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Clash of Fleets: Naval Battles of the Great War, 1914–18, by Vincent P. O'Hara & Leonard R. Heinz

Annapolis: Naval Institute Press, 2017. Pp. x, 374. Illus., maps, tables, appends., notes, biblio., index. $34.95. ISBN: 1682470083.

Naval Surface Combat in the Great War

Veteran naval historian O’Hara, the author of Torch: North Africa and the Allied Path to Victory, The German Fleet at War, 1939-1945, and other books, has teamed up with wargame designer Heinz, to give us the clearest and most comprehensive look at surface naval combat in the First World War. They open with an introduction in which they define some specialized naval terms and explain the theme of the work. They follow with a chapter titled “The Fleets”, in which they discuss contemporary trends in naval technology and warfare, notably the dreadnought capital ship and the introduction of aircraft and submarines, and offer a brief over view of each of the fleets that engaged in surface combat during the war; British, Russian, French, Italian, Austro-Hungarian, German, and Ottoman.

The authors then devote a chapter to the events of each year of the war, divided by theatre, and touching upon land operations as appropriate. Altogether O’Hara and Heinz cover 144 combats, defined as engagements between vessels of 100 tons or more. So the actions covered range from clashes between handfuls of torpedo boats to the great battleship fleets that fought at Jutland, with numerous smaller actions in between. While, some of the fights are well known, such as Coronel, the Falklands, Dogger Bank, and Jutland itself, many actions are much less so, such as the rather major clashes of the Otranto Straits, Moon Sound, or Cape Sarych, but also many smaller, but interesting actions, such as the many fights among coastal forces in the English Channel or the Adriatic. For each action, the authors note the circumstances and forces involved, describe the fight in some detail, and often offer critical analysis of the decisions of the commanders, ending with some comment on the consequences, all the text is supported by over two dozen maps and man tables.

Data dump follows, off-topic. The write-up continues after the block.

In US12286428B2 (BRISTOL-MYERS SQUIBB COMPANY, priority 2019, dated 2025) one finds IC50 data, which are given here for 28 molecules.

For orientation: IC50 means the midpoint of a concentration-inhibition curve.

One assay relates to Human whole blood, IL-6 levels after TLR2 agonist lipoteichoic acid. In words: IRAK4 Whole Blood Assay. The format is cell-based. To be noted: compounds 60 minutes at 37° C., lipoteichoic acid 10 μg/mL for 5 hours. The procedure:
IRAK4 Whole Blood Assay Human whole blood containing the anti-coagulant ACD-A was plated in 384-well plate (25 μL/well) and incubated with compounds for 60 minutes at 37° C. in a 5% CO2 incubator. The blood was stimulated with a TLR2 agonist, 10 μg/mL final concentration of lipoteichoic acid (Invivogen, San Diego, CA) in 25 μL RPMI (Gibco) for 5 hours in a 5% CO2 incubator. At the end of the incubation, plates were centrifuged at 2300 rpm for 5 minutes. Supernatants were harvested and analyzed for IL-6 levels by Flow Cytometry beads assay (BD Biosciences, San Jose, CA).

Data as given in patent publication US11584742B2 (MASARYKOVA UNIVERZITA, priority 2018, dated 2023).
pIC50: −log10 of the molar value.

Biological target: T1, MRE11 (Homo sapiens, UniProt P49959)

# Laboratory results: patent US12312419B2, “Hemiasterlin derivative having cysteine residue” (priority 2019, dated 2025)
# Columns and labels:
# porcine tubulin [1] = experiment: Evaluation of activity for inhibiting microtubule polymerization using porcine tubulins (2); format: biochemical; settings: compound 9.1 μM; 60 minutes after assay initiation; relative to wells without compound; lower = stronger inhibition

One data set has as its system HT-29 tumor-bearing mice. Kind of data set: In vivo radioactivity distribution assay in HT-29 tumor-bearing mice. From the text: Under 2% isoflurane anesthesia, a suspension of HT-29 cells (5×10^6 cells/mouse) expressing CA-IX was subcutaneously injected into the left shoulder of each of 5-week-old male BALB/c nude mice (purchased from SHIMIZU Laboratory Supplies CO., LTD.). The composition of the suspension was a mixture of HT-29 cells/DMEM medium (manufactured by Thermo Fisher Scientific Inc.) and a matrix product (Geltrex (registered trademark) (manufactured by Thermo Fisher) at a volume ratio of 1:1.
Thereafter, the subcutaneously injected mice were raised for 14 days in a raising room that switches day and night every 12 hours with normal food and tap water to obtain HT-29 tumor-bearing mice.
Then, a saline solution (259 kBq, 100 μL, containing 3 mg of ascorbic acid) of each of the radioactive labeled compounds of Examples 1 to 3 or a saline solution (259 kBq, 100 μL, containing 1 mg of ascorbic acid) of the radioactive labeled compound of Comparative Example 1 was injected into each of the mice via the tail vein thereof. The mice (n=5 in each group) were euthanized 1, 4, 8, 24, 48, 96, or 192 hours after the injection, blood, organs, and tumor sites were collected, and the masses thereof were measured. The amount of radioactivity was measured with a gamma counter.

Naturally, most of the engagements are between British and German warships, but the authors pay proper attention to fights by other powers, and the treatment of the actions in the Black and Baltic Seas is more complete than in most other surveys of the war at sea. This makes Clash of Fleets an excellent read for anyone with an interest in naval warfare, and particularly World War I at sea.


Note: Clash of Fleets is also available in several e-editions.


Reviewer: A. A. Nofi, Review Editor   

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